According to Lincoln Center's new LCT3 project at its slogan, it takes "New Audiences for New Artists." It also takes new critics, hence the establishment of Theater Talk's New Theater Corps in 2005, a way for up-and-coming theater writers and eager new theatergoers to get exposure to the ever-growing theater scene in New York City. Writers for the New Theater Corps are given the opportunity to immerse themselves in the off-off and off-Broadway theater scene, learning and giving back high-quality reviews at the same time. Driven by a passion and love of the arts, the New Theater Corps aims to identify, support, and grow the arts community, one show and one person at a time.

Sunday, December 09, 2007

A Christmas Carol: the new musical

Just in time for the upcoming holiday season, the Vortex Theater Company guts Charles Dickens' morality tale and repackages it as a quirky, folk celebration worthy of That 70s show. Although there are some good songs and the interpretation is imaginative, the uncomfortable, bleacher-type seating, flighty dialogue, and softening of Scrooge dictate that this production is best viewed on a dose of mushrooms. .....................................................................
Reviewed by Cindy Pierre

The Vortex Theater's production of A Christmas Carol: the New Musical is neither a run-of-the-mill version of Charles Dicken's ghost classic nor is it a conventional theatrical or musical experience. And depending on your sobriety, that may not be such a good thing. Transforming the miser Ebenezer Scrooge (Jason Trachtenburg, of musical outfit the Trachtenburg Family Slideshow Players) into a corporate philanthropist in a country headed for environmental ruin, this version by Kris Thor and Joel Bravo is but a silhouette of the original concept with more questionable choices than triumphs.

Set during a December heat wave in present day North Carolina, the conditions already challenge the frigid temperatures of the original, allowing the audience to be more sympathetic towards a Scrooge that doesn't withhold heat. He has his own vices, however, and the upcoming spirits will tell him so. In this update with a vintage feel, Scrooge returns to the "grave" of the Carolina ash tree that he planted in memory of his mother and also returns to memories of a lost, but not forgotten love. If you expect the ghost of Jacob Marley (Joe Ornstein), his deceased business partner, to show up and set off the chain of events, expect again. Here, Jacob Marley is represented as a hardworking, stand-up man (not contemptuous) and his mentor, who remains insecure about his wife Belle's (Tracey Weller, in a much larger role than the original) former relationship with Scrooge. He does die, but his demise is pregnant with far more responsibility for Scrooge than he ever had in the Dickens story. In a haphazard fashion, Scrooge encounters a female ghost of Christmas Past, the Archivist (kooky Deborah Knox), a tag team to represent Christmas Present (an exciting and mischievous Julie LaMendola and Dan Gower), and keeping with the theme of a grim spectacle, a not-silent-enough Beekeeper (Libby King) representation of Christmas future. More character upheavals can be commented on, but the gist is, everything and everyone is different.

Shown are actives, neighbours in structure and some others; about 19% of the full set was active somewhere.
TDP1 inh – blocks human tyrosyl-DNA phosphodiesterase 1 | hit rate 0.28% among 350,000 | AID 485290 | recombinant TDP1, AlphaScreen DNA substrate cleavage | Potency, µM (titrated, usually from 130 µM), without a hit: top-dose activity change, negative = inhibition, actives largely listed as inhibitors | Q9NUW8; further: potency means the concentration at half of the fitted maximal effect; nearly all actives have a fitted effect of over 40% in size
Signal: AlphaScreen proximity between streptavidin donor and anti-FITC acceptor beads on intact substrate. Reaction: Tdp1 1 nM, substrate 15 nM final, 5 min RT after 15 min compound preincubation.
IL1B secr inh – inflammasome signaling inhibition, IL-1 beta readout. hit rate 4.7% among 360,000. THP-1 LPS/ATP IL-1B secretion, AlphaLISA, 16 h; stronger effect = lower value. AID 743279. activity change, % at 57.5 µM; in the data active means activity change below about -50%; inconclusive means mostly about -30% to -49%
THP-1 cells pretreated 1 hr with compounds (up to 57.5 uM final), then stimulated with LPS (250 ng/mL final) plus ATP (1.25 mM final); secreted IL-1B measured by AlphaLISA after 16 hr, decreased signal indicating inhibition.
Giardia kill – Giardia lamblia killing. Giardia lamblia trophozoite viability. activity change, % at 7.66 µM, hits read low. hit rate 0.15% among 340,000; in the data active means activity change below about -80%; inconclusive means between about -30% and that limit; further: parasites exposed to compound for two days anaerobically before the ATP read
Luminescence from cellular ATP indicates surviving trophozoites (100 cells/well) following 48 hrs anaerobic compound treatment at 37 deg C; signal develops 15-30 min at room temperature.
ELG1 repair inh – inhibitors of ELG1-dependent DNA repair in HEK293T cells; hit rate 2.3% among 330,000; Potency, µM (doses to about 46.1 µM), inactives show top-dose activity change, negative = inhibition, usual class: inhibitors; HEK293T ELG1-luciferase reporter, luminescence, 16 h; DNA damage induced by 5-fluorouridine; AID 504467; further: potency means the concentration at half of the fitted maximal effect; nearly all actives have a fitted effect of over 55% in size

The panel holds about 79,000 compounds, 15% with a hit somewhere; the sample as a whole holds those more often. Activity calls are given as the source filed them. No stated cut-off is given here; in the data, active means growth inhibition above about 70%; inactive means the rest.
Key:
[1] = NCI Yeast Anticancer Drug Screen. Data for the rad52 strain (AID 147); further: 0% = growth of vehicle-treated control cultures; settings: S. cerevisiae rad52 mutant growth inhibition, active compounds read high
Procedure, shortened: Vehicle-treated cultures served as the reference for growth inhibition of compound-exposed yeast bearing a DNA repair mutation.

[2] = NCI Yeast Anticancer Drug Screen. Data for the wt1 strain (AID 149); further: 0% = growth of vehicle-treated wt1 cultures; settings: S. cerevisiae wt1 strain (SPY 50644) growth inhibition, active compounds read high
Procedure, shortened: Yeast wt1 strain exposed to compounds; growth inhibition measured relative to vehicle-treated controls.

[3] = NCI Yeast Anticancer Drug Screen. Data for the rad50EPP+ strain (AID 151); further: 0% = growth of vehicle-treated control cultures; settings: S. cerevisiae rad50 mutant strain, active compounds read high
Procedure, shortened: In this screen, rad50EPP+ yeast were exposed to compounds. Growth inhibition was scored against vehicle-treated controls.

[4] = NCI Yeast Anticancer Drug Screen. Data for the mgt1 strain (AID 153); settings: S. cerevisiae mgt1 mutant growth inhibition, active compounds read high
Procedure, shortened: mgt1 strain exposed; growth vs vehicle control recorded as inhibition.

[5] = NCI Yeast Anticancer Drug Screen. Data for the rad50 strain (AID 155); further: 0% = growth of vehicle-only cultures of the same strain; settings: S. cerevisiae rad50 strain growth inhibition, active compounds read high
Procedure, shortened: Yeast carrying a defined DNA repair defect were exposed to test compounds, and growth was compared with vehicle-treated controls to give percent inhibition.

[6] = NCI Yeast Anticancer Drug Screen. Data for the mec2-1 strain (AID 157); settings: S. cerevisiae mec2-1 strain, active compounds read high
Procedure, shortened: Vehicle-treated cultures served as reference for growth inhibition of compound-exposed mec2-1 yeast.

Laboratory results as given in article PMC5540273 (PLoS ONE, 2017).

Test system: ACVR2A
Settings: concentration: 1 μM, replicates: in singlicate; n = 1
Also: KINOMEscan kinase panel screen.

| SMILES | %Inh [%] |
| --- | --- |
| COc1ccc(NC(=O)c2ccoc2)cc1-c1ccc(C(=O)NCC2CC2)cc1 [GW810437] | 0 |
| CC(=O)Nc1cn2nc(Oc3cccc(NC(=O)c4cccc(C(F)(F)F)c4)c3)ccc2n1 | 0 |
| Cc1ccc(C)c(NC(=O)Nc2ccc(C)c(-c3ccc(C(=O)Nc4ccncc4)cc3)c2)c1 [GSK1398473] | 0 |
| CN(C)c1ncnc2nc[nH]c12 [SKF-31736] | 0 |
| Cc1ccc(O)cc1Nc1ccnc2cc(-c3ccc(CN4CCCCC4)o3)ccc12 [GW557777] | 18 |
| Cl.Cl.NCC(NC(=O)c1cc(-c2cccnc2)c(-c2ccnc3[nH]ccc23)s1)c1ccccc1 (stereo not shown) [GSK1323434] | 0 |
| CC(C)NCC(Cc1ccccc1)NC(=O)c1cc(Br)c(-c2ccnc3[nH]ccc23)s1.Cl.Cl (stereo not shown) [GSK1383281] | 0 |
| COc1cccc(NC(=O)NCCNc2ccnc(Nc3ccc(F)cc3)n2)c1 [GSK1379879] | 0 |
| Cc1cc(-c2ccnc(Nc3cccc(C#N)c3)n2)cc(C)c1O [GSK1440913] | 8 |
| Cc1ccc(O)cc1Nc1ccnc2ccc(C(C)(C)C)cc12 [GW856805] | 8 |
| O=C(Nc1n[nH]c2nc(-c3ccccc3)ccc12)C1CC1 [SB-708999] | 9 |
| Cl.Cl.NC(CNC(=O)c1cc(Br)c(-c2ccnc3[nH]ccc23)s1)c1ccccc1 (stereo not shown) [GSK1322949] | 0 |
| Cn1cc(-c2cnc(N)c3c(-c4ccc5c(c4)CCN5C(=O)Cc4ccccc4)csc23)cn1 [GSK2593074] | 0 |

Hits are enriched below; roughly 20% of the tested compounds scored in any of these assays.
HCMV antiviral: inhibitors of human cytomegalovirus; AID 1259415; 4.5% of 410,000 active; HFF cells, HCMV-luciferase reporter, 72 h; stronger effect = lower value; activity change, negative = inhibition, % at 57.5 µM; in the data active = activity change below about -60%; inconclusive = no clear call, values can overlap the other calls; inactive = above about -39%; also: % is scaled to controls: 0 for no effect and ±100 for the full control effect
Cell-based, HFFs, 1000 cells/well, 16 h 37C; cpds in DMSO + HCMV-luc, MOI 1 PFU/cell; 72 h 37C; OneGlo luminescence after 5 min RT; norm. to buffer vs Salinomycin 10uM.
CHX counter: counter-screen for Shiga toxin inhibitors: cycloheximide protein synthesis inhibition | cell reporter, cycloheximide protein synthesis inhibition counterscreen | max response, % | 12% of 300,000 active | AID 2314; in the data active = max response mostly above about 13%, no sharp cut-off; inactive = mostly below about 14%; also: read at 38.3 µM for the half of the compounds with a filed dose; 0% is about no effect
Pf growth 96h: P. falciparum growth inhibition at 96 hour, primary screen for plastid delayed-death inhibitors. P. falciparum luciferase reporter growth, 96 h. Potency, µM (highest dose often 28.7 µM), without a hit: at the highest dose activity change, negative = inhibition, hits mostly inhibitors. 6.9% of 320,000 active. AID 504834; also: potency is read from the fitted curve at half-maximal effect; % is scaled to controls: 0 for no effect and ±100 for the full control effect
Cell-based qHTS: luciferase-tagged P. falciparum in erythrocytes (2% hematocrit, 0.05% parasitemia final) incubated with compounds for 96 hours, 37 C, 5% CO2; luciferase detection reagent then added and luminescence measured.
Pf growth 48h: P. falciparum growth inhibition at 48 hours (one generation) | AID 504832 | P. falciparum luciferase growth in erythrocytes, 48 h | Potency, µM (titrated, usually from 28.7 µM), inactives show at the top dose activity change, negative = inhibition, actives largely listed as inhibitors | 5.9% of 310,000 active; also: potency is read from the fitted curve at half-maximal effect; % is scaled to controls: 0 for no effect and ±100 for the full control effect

The major problems with this production stem from the portrayal of Scrooge and the manner in which the characters in his life are reimagined. This version deviates so much from the original that Scrooge's redemption is hardly realized. Trachtenburg's Scrooge is a fun-loving, almost comical character, and not the hard-nosed curmudgeon that needs to be taught some lessons. And although the ditties that he sings are entertaining, they antagonize the audience's need to dislike him before he is given some sympathy. Here, Scrooge seems more like a hapless participant in greed and social irresponsibility than a ruthless initiator. Although the backdrop of environmental disease is a nice touch, the foray into romance with Belle isn't. Some of the concepts such as the inclusion of home videos to visit his past and the beglittered half of Christmas Present hissing "ba humbug" are rich with sentimentality and humor, but some others such as an adult Wayne and Ignacious Bridge (Want and Ignorance, played by Michael Martin and Isaac Woofter, respectively) are tedious and don't make any sense. After all, this Scrooge's ignorance is not that deep and his desires are not that selfish. The dialogue is contemporary and will resonate with hipsters, but one needs to be in a particularly "lofty" zone to enjoy it or take it seriously.

A Christmas Carol: the new musical is more than a fresh spin on the classic. It is an entirely different experience with an ending that doesn't suggest that Scrooge learns what he's supposed to learn. If you're a traditionalist, this version will not satisfy your need to revisit the old story. However, if you're a hipster, a fan of folk-pop, or a recreational drug user who doesn't mind back pain (uncomfortable bleacher seats for a two-hour drama), this retelling will suit you just fine.


Through December 22nd. Tickets: $12. 212-352-3101 Sanford Meisner Theater

164 11th Avenue, New York, NY 10011

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